At O'Connor O'Shea, we provide a full range of legal services in the area of property sales and acquisitions in Ireland, to include:
The following general questions sometimes arise:
Conveyancing is the process whereby title to property passes from a seller to a purchaser. There are two types of title to property in Ireland:
(A) Title registered in the Registry of Deeds is the older form of title and usually relates to urban properties. The title consists of a bundle of deeds showing the history of occupation of the property for at least forty years, ending with the seller, each transfer being separately registered. The Registry of Deeds system only decides priorities and does not guarantee ownership, which is proven by detailed investigation. Putting together, and checking, this type of title is difficult and time consuming for both sides.
(B) The other type of title in Ireland is title registered in The Land Registry. This is a "modern" method having been created in the 1870's! At first it only related to farm land and rural properties as landlords passed their estates to The Land Commission who then transferred the land on to the former tenant farmers. Therefore, as our towns and cities have expanded into the countryside, much of what now appears to be urban property is in fact registered in The Land Registry.
The Land Registry is now run by the Property Registration Authority which is divided between Dublin and Waterford. It holds a register for each county. Each parcel of property is given a folio which is given a number (the folio number). The folio gives a description of the property, names the current owner and lists any mortgages or burdens on the property. It also has an accurate map attached. All original folios are kept by the Land Registry and the owner is only entitled to get a copy. Therefore, unlike with title registered in the Registry of Deeds, the owner cannot mislay the title.
Title of a property, however, is only part of a transaction. Since the creation of the Land Registry, other layers of complexity have been added to conveyancing so now consideration must be given to issues like planning, Building Regulations, Stamp Duty, Capital Gains Tax, Residential Property Tax, Family Law legislation, Licencing, Bank and Building Society requirements and now water charges thus making sales and purchases of property, conveyancing, much more complicated.
If you want more information on conveyancing, call us on (064) 6631137. Alternatively, email us at email@example.com and we'll call you back.
" Business", for the purposes of a lease, is defined in the Landlord and Tenant Act, 1980, (as amended), as any trade, profession or business, whether or not it is carried on for gain or reward, or any activity for providing cultural, charitable, educational, social or sporting services. It also includes public services provided by a number of public bodies such as Councils and Health Boards. In very basic terms, if a business is in occupation of a premises for five years or more, then the business has acquired a business equity is entitled to a long-term lease in the premises. There are numerous exceptions and conditions to this basic concept. For this reason, business leases can be divided into two types:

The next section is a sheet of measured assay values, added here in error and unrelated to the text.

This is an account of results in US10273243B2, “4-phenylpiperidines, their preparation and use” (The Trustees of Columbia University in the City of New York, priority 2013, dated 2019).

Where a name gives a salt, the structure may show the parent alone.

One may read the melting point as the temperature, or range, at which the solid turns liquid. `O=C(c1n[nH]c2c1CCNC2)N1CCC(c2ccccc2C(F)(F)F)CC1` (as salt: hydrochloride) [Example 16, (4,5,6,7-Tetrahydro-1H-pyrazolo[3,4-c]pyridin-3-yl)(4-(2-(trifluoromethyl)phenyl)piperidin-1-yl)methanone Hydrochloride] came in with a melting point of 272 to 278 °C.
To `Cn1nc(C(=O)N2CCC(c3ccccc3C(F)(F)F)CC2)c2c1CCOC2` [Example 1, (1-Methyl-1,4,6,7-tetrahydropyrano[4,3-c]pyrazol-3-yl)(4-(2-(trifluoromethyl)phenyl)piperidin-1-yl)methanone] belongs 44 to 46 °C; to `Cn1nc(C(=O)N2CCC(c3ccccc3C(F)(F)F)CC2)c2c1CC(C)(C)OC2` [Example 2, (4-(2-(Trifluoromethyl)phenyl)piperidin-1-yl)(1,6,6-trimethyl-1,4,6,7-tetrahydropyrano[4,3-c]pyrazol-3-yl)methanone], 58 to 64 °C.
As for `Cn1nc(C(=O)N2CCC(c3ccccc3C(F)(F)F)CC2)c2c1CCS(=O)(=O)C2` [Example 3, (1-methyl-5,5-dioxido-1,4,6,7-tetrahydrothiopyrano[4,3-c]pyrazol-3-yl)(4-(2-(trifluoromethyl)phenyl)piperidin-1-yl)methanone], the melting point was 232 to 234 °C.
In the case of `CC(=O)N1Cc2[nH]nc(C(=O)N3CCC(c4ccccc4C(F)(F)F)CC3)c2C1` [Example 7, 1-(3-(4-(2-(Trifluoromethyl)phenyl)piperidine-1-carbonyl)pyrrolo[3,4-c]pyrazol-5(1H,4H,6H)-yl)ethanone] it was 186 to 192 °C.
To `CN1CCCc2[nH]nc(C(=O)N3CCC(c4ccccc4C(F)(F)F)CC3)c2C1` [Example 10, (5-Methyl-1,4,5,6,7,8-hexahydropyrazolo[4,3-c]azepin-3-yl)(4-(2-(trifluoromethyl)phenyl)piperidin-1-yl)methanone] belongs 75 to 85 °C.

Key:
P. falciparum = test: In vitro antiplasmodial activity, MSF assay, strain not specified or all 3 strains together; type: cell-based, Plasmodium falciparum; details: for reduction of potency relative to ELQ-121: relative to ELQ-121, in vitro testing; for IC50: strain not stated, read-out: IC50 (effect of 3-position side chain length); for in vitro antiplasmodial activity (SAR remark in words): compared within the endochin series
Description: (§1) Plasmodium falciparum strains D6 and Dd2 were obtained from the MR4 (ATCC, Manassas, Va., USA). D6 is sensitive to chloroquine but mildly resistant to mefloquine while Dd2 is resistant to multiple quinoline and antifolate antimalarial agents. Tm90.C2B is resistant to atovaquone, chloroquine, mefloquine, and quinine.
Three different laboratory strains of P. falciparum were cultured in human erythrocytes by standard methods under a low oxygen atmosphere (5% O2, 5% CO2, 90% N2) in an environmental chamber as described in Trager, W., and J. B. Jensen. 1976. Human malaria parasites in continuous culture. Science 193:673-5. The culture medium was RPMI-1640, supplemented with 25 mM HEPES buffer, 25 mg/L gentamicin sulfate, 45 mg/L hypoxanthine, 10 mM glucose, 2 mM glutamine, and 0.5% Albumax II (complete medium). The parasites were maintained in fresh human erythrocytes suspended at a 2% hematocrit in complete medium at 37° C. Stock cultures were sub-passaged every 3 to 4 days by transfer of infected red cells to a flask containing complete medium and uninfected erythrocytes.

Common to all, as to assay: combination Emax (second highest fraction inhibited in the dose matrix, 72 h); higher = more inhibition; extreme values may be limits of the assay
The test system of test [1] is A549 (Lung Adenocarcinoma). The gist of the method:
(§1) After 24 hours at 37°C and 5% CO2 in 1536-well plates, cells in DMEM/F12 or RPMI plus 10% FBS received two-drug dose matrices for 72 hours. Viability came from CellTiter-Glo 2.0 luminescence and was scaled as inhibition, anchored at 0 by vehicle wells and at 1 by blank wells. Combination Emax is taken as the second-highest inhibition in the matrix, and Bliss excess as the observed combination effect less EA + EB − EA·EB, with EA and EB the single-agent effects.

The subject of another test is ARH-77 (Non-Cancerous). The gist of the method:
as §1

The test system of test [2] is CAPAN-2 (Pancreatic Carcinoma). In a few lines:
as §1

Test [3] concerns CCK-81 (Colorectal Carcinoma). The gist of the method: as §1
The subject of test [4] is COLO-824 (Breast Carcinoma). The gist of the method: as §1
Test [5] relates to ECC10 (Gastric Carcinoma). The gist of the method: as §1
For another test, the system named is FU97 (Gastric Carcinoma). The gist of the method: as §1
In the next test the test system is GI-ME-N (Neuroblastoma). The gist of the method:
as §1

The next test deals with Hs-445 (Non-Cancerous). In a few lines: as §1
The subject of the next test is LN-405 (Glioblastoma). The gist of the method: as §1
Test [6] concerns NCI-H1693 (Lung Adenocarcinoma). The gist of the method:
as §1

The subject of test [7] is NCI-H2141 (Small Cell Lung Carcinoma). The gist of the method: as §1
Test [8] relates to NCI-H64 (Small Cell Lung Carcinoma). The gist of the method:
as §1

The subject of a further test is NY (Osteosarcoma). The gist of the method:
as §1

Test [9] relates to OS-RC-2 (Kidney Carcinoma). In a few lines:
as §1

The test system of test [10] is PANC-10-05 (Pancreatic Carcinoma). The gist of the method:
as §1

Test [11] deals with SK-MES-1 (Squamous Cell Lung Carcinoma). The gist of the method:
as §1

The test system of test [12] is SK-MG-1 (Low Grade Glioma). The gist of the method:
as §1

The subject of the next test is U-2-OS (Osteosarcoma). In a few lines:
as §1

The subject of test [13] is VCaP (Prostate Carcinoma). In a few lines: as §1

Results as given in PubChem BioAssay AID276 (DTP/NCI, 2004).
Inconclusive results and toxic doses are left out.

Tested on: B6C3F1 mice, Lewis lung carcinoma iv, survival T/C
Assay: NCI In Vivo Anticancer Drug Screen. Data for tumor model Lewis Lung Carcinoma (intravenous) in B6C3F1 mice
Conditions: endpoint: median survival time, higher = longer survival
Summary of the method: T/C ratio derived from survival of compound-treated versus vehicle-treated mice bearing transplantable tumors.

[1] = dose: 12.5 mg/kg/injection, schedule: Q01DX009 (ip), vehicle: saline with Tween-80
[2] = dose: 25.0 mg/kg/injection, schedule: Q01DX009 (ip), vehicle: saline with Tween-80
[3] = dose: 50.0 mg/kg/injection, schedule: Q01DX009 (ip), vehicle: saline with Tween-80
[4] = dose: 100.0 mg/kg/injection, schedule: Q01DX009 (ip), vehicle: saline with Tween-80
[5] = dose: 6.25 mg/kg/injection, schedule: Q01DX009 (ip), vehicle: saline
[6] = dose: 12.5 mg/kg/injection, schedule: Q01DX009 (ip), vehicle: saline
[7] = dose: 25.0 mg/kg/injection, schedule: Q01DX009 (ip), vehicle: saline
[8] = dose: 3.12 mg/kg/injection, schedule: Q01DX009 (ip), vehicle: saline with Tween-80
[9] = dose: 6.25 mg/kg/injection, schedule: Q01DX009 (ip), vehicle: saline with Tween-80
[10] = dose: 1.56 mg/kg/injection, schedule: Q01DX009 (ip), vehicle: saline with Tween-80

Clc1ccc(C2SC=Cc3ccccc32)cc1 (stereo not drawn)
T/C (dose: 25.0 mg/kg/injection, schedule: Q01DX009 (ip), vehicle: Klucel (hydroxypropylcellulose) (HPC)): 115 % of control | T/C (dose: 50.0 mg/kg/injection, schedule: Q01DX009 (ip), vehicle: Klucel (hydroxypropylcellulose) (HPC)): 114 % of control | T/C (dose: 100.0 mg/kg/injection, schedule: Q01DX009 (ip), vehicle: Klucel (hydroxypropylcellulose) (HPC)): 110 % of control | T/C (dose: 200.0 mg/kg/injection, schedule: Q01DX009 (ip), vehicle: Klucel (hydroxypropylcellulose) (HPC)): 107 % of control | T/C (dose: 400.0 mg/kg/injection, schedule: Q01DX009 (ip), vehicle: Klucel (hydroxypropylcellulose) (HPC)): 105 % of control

(A) Leases for less than five years
The current economic situation now means that tenants are wary of committing to long-term leases for fear that the business will not be sustainable. Security of premises is not a major factor as long as there is a surplus of premises on the market and where the "upward only" rent review clause is no longer an issue in new leases. This impacts on the rent payable as many Tenants would intend expending large sums of money on upgrading the premises. A short term agreement would a high rent would not give them sufficient time to recoup the investment. At the same time, many Landlords are loathe to grant leases for periods greater than four years and eleven months (this used to be two years and eleven months) for fear of a Tenant acquiring the right to a new, and long, Lease.
The problem with a short Lease for the Tenant is that he must leave at the end of the term. For the Landlord to problem is that he must find a new Tenant.
To get over this time limit of four years and eleven months imposed by the 1980 Act (as amended) and allow a existing tenant stay in a premises for a longer period, the law was changed in 1994 and again in 2008 by way of section 47 of The Civil Law (Miscellaneous Provisions) Act 2008. The position now is that a Tenant can renounce in writing any rights he may get to a long-term Lease provided he gets independent legal advice beforehand. Provided this is done properly, any length of lease can now be granted by a Landlord.
(B) Leases for five years or more
Quite often, Landlords will want a long term relationship with a Tenant. This will involve a 10, 21 or 35 year lease which, in the absence of the Renunciation mentioned above, is a lease renewable forever as the Tenant (or his successors) is entitled to a new long-term Lease when the first lease expires.
The new lease will be for a term, at the tenant's option, of not less than five and not more than twenty years but the parties may agree to a shorter or longer term and can also agree the terms of the Lease.
If the parties cannot agree the terms, the tenant can apply to court to have the terms decided and if he delays in doing so then the landlord has the option of making the application to court. The Court has power to fix the terms of the new lease, including the rent (which will be fixed at the current open market rental value of the premises) and the parties are entitled to have the rent reviewed every five years thereafter.
If you want more information on Business Leases, call us on (064) 6631137. Alternatively, email us at firstname.lastname@example.org and we'll call you back.